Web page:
GLossary Pages

Wednesday, July 20, 2011

Anti Virus/Firewall Programs

We all have them, and they are one of those things we all love to hate. One of the things about these security programs is that they can wreak havoc with other applications.  Email programs such as Thunderbird are particularly vulnerable dues to the fact that they interact almost exclusively with the internet and anti virus vendors love to stick little widgets into the Mail program 'for your convenience'.

Should you even have mail scanning enabled in your Anti Virus program?

This is the question that I have been asking now for a number of years.  My conclusion, after researching the topic is a resounding NO.  I am now not even really sure why it is included in almost very anti virus program in existence.

Now you probably think I am mad to come out any say this, so let me explain.  All modern anti virus programs have some sort of resident protection, something that blocks the nasties as soon as you try and execute them, or they try and run.  This is essential.  What good is an anti virus program that does not scan files that come in on that portable drive your friend lent you with the latest block buster movie on it.  Or the files your teenager downloaded using file sharing or even the file someone passed to you in MSN or Yahoo messenger.

For some reason that I can not fathom, email is treated differently.  This resident protection that protects against file sharing and casually inserted USB devices is suddenly not good enough for email.  Email is just another file.  You connect to the internet and download it.  Your mail program will most likely store the file in some sort of database, but it is still a file (and a text file at that).

Instead we have all these widgets and button and proxies, all of which make a simple file process complex and fraught with inexplicable glitches.  I had thought that being a Thunderbird person that it was Thunderbird that had all the problems.  But no that is not the case.  I stumbled upon this quotation from Tom Koch who was an MVP for Outlook Express.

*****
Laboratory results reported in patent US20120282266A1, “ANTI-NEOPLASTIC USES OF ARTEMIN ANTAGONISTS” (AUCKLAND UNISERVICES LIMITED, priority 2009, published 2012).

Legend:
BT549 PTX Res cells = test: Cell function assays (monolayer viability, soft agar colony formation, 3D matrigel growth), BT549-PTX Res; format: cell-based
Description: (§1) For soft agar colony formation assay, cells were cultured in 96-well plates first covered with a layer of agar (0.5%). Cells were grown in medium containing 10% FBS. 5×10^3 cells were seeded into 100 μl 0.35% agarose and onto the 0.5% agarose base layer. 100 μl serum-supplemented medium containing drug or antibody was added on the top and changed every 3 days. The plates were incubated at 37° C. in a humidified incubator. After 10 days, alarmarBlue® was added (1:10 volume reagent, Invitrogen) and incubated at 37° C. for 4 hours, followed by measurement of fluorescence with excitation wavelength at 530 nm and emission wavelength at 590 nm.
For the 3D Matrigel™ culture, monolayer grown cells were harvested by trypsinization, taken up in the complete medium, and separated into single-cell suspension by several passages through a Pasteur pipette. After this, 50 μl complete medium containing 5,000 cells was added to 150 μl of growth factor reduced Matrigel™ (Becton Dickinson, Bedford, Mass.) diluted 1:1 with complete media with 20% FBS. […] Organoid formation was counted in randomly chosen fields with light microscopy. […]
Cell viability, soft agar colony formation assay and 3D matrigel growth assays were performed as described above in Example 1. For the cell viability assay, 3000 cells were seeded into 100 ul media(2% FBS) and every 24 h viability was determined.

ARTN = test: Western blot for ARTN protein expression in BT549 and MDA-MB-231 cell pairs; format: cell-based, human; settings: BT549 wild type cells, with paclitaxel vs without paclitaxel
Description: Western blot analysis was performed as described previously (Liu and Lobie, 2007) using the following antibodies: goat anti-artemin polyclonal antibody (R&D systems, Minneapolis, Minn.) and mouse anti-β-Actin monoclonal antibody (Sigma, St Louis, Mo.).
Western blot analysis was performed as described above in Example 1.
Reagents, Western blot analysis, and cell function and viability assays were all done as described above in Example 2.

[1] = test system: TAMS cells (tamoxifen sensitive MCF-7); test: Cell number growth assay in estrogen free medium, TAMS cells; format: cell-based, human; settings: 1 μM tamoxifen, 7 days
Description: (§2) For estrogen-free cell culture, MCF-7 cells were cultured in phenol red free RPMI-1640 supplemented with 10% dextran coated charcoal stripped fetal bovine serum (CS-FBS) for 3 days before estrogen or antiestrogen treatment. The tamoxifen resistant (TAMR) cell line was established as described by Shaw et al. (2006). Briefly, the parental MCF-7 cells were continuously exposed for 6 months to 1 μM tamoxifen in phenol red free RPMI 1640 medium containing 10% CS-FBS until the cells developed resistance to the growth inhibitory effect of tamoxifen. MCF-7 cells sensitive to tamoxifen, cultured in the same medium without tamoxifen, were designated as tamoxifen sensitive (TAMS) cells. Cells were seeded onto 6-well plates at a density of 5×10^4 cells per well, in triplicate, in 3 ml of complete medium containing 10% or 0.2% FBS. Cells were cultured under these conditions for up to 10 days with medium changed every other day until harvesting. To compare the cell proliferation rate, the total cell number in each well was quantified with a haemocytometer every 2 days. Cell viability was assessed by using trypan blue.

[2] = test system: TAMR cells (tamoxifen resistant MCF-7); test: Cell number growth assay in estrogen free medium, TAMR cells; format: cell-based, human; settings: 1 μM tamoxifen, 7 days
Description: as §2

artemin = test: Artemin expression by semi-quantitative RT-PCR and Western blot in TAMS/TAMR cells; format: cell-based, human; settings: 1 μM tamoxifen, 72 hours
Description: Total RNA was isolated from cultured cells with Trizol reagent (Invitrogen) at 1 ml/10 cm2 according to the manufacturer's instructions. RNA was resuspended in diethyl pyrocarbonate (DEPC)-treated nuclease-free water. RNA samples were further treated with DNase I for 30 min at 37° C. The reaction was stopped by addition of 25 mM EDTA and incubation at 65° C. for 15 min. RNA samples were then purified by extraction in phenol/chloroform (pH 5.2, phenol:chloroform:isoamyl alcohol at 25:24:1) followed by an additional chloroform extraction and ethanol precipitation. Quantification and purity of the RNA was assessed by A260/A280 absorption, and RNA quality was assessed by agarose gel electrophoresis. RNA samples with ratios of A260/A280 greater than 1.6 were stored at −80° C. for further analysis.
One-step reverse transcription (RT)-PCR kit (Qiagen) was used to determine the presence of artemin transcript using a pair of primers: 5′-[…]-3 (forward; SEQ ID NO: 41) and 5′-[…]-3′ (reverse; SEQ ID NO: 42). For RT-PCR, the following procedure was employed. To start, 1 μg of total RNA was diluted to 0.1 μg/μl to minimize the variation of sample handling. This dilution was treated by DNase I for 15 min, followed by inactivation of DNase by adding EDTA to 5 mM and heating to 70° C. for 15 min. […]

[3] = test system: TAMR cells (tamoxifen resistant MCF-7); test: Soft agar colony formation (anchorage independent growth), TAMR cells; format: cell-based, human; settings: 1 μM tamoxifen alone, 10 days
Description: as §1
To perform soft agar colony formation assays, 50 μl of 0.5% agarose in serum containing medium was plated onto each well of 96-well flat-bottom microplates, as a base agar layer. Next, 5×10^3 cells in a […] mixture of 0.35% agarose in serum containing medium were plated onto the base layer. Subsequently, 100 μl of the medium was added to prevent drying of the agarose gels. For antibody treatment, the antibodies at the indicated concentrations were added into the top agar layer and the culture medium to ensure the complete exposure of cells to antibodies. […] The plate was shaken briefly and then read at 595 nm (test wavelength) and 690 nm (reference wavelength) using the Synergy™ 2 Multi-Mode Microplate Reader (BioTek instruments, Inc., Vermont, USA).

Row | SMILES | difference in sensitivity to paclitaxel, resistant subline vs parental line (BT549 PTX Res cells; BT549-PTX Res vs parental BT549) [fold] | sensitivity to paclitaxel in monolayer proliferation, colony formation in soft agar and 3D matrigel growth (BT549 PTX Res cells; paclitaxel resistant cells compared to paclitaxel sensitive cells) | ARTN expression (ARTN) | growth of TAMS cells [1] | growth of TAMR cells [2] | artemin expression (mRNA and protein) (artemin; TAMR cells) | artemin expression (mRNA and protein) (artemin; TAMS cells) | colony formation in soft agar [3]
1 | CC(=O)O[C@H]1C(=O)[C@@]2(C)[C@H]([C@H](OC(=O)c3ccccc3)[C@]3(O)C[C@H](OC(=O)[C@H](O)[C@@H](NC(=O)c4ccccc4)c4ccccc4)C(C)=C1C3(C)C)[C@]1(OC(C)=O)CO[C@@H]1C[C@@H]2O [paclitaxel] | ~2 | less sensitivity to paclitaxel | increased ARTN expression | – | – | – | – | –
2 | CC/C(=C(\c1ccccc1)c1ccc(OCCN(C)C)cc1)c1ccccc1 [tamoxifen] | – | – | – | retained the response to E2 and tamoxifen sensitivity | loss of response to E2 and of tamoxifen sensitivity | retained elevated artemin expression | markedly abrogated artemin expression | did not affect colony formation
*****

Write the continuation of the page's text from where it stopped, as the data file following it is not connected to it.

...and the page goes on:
"...When encountering the symptoms of DBX corruption, many people immediately fear that their computer is infected with a virus. As surprising and ironic as it may seem though, the most common cause of DBX corruption is not a virus, but rather anti-virus programs that are configured to scan incoming or outgoing e-mail. Even the most well-known anti-virus programs have exhibited this problem from time to time. To lessen the risk of such corruption you should disable the e-mail scanning module in your anti-virus program. This is usually easy to do by looking at the user-configurable options in the anti-virus program. It is not at all necessary to scan e-mail for viruses to protect your computer.Now before you dismiss me as mad, let me explain why e-mail scanning is unnecessary. Almost every anti-virus program for Windows installs by default a system scan that runs in the background every time Windows starts. This scan is necessary to protect your computer. If you receive a virus in an e-mail attachment, the virus cannot do anything at all until you actually open the attachment. ..." .

To add to my ever dimming view of email scanning I stumbled upon this thread over a cnet where a Symantec Tech support was assisting someone with Incredimail.

To quote from the reply he made there "If your email server requires the use of SSL than you need to disable the email scanning feature in Norton 360, as SSL is not supported. Even if you disable this feature, the real-time scanning engine called Auto-Protect will still scan both your incoming and outgoing email for threats."